The patient’s follow up continued for 6 months and there was no recurrence of lip pits or any associated cosmetic defects.

Figure 1: Preoperative frontal view.

Figure 2: Paramedian lip pits over lower lip.

Figure 3: Radiograph suggestive of hypodontia.

Figure 4: Histopathological picture of excised lip pits.

Figure 5: Postoperative frontal view.

Figure 6: Tongue flap for fistula closure.


  Fusion of the mandibular arch and sulcus lateralis of lower lip takes place at around 5 weeks and that of frontonasal process with maxillary process at around 6 weeks of intrauterine life. It is postulated that a common event may disrupt fusion simultaneously at both the locations. This accounts for the strong association between lip pits and cleft lip and/or palate.

  Out of all patients with VWS, around 10 to 81% are found with hypodontia. Other associated anomalies found in patients with lip pits include syndactyly of the hands, clubfoot, genitourinary abnormalities and cardiovascular anomalies [3].

  Canals are formed by congenital pits and their length ranges from 1 to 25 mm. These canals generally extend into the orbicularis oris muscle. Accessory salivary glands commonly drain into these canals. The action of the orbicularis oris muscle helps the saliva to propel to the surface, which leads to mucous secretion from the pits [4].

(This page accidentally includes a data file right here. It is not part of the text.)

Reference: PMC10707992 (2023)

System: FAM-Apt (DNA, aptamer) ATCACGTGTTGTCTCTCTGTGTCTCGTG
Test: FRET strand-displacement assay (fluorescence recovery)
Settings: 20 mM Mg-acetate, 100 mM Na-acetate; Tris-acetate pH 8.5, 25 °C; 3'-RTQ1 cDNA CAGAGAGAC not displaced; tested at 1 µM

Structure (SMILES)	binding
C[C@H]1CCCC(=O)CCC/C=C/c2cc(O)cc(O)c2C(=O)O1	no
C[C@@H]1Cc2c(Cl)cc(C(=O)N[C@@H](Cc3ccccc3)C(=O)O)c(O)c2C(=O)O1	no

While considering the surgical procedure, the simple excision technique may require more than two surgeries due to poor postoperative outcome. Hence, new surgical procedures have been advised for the removal of lower lip pits which include vertical wedge resection and Mutaf Goldstein technique. Vertical wedge resection technique reduces the lip volume, but preserves the white roll. The Mutaf-Goldstein technique shows split advancement by complete excision of middle part of lower lip. The inverted T - technique demonstrates entire removal of lip pits with deep incisions and joining of the vertical wedge borders in the midline [5].